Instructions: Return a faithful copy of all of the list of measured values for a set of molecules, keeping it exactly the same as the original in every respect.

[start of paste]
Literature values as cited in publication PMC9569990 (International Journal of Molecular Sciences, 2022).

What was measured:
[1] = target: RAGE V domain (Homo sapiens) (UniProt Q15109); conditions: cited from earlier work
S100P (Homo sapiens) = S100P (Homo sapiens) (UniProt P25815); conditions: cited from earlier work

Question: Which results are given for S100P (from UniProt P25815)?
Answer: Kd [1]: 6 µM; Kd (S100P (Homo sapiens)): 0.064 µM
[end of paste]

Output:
Literature values as cited in publication PMC9569990 (International Journal of Molecular Sciences, 2022).

What was measured:
[1] = target: RAGE V domain (Homo sapiens) (UniProt Q15109); conditions: cited from earlier work
S100P (Homo sapiens) = S100P (Homo sapiens) (UniProt P25815); conditions: cited from earlier work

Question: Which results are given for S100P (from UniProt P25815)?
Answer: Kd [1]: 6 µM; Kd (S100P (Homo sapiens)): 0.064 µM